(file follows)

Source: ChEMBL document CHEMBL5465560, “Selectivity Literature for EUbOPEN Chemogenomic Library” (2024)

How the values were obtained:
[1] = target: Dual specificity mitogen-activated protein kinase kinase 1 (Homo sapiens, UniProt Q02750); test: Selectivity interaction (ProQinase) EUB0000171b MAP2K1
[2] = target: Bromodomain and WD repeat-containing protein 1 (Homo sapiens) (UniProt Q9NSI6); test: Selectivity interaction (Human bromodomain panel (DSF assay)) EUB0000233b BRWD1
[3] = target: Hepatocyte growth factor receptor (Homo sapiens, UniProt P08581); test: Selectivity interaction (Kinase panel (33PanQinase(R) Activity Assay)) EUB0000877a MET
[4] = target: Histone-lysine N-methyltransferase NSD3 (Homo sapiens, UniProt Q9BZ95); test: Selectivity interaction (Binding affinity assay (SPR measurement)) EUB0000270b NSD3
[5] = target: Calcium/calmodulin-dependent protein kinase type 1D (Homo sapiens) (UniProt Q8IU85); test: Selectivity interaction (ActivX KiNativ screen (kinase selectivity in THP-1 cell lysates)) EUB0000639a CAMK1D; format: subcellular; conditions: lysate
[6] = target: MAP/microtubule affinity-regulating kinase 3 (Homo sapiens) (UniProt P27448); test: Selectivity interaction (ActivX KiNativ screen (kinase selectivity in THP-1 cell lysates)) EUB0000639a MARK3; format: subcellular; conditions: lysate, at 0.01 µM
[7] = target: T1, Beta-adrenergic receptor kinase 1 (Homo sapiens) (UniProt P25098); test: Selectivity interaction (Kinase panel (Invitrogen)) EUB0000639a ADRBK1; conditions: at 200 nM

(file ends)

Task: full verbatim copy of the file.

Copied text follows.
Source: ChEMBL document CHEMBL5465560, “Selectivity Literature for EUbOPEN Chemogenomic Library” (2024)

How the values were obtained:
[1] = target: Dual specificity mitogen-activated protein kinase kinase 1 (Homo sapiens, UniProt Q02750); test: Selectivity interaction (ProQinase) EUB0000171b MAP2K1
[2] = target: Bromodomain and WD repeat-containing protein 1 (Homo sapiens) (UniProt Q9NSI6); test: Selectivity interaction (Human bromodomain panel (DSF assay)) EUB0000233b BRWD1
[3] = target: Hepatocyte growth factor receptor (Homo sapiens, UniProt P08581); test: Selectivity interaction (Kinase panel (33PanQinase(R) Activity Assay)) EUB0000877a MET
[4] = target: Histone-lysine N-methyltransferase NSD3 (Homo sapiens, UniProt Q9BZ95); test: Selectivity interaction (Binding affinity assay (SPR measurement)) EUB0000270b NSD3
[5] = target: Calcium/calmodulin-dependent protein kinase type 1D (Homo sapiens) (UniProt Q8IU85); test: Selectivity interaction (ActivX KiNativ screen (kinase selectivity in THP-1 cell lysates)) EUB0000639a CAMK1D; format: subcellular; conditions: lysate
[6] = target: MAP/microtubule affinity-regulating kinase 3 (Homo sapiens) (UniProt P27448); test: Selectivity interaction (ActivX KiNativ screen (kinase selectivity in THP-1 cell lysates)) EUB0000639a MARK3; format: subcellular; conditions: lysate, at 0.01 µM
[7] = target: T1, Beta-adrenergic receptor kinase 1 (Homo sapiens) (UniProt P25098); test: Selectivity interaction (Kinase panel (Invitrogen)) EUB0000639a ADRBK1; conditions: at 200 nM